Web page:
class Decoder(nn.Module): def __init__(self, vocab_size, embed_dim, hidden_size, dropout): super(Decoder, self).__init__() self.vocab_size = vocab_size self.dropout = nn.Dropout(dropout) self.embed = nn.Embedding(vocab_size, embed_dim) self.gru = nn.GRU(embed_dim + hidden_size, hidden_size) self.fc = nn.Linear(embed_dim + hidden_size * 2, vocab_size) def forward(self, x, hidden, context): # x.shape == (128,) # context.shape == (1, 128, 512) x = x.unsqueeze(0) # x.shape == (1, 128) embedding = self.dropout(self.embed(x)) # embedding.shape == (1, 128, 256) embed_context = torch.concat((embedding, context), dim=2) # embed_context.shape == (1, 128, 768) _, hidden = self.gru(embed_context, hidden) # hidden.shape = (1, 128, 512) outputs = torch.cat( (embedding.squeeze(0), hidden.squeeze(0), context.squeeze(0)), dim=1) predictions = self.fc(outputs) return predictions, hidden
Another implementation detail not mentioned earlier is the dimension of the last fully connected classifier layer. Since we now concatenate the embedding vector with the hidden state from the GRU, context vector from the encoding, as well as the original embedding vectors, the classifier’s input dimensions are much larger than they were in the previous decoder model.
Now it’s time to implement the sequence-to-sequence model. Most of the enhancements were already baked into the decoder, and the fundamental logic through which predictions are generated remain unchanged. Thus, only minimal changes have to be made to the seq2seq model: namely, we need to handle the context vector and pass it to the decoder at every time step.
class Seq2Seq(nn.Module): def __init__(self, encoder, decoder, device): super(Seq2Seq, self).__init__() self.encoder = encoder self.decoder = decoder self.device = device def forward(self, source, target, teacher_force_ratio=0.5): seq_len = target.size(0) batch_size = target.size(1) outputs = torch.zeros( seq_len, batch_size, self.decoder.vocab_size ).to(self.device) context = self.encoder(source) hidden = context x = target for t in range(1, seq_len): predictions, hidden = self.decoder(x, hidden, context) outputs[t] = predictions teacher_force = random.random() < teacher_force_ratio if teacher_force: x = predictions.argmax(1) else: x = target[t] return outputs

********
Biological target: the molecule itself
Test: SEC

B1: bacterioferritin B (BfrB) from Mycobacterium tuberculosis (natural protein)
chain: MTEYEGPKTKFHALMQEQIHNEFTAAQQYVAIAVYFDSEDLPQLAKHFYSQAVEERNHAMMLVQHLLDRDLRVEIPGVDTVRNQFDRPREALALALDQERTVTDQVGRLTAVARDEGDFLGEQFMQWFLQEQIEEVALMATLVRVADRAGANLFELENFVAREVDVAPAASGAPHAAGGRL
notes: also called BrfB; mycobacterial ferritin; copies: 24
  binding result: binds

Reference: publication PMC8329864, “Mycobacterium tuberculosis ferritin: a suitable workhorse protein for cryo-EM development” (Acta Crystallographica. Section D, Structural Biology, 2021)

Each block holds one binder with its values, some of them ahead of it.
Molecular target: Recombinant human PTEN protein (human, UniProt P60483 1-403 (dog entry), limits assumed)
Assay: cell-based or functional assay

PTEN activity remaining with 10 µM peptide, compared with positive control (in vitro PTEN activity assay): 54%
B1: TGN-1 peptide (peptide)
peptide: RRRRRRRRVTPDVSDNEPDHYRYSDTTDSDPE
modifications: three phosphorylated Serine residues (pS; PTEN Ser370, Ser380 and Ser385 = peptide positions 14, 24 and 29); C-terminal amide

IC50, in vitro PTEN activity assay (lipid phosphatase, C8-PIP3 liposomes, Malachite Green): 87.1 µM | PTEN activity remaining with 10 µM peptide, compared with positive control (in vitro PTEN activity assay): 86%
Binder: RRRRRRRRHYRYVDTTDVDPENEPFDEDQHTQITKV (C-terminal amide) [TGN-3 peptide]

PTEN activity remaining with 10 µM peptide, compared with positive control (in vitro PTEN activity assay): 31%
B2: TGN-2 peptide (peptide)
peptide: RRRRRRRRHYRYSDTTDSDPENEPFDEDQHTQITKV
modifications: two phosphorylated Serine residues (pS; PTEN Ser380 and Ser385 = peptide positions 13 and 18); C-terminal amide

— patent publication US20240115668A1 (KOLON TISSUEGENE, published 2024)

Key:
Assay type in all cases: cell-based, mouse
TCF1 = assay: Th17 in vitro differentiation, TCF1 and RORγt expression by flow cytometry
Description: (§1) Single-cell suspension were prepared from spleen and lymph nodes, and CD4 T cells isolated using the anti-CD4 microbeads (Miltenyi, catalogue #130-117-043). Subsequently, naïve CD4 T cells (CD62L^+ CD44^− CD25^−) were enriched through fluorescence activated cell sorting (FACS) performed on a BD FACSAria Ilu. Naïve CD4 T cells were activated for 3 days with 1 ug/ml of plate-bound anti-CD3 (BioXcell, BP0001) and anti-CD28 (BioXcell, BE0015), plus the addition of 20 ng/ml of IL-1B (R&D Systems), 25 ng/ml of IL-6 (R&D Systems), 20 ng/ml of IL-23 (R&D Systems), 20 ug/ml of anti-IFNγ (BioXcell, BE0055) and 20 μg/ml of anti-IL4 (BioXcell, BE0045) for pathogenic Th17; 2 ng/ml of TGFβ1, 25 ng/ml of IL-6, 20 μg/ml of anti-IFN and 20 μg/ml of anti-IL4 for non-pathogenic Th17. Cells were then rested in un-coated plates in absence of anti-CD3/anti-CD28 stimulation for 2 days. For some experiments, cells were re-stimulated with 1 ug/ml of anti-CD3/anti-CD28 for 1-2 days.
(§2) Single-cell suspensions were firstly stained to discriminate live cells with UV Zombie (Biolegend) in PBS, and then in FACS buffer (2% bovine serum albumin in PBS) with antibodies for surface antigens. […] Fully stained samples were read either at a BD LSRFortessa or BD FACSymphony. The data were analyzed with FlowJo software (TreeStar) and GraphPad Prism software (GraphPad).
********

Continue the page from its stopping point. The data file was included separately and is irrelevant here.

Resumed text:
And from here on, the details are exactly identical; the same
evaluate() functions can be used in the previous post. Since I intended this post to be a simple little exercise as opposed to a fully blown out tutorial, we’ll stop here, but by all means, feel free to experiment more with it. Below are the configurations Ben Trevett used in his tutorial.
INPUT_DIM = len(SRC.vocab) OUTPUT_DIM = len(TRG.vocab) ENC_EMB_DIM = 256 DEC_EMB_DIM = 256 HID_DIM = 512 ENC_DROPOUT = 0.5 DEC_DROPOUT = 0.5 encoder = Encoder(INPUT_DIM, ENC_EMB_DIM, HID_DIM, ENC_DROPOUT) decoder = Decoder(OUTPUT_DIM, DEC_EMB_DIM, HID_DIM, DEC_DROPOUT) model = Seq2Seq(encoder, decoder, device).to(device)
When I was writing this notebook, I realized that I enjoy thinking about the dimensional details of each tensor being passed around here and there. It is difficult, and sometimes it required me to use dirty print statements to actually log what was happening to each variable, but all in all, I think attention to dimensional detail is definitely something that one should practice and think about when modeling.
I hope you enjoyed reading this post. In a future post, we will explore what attention is and how to bake it into a seq2seq model to take it to the next level.
Also, happy holidays!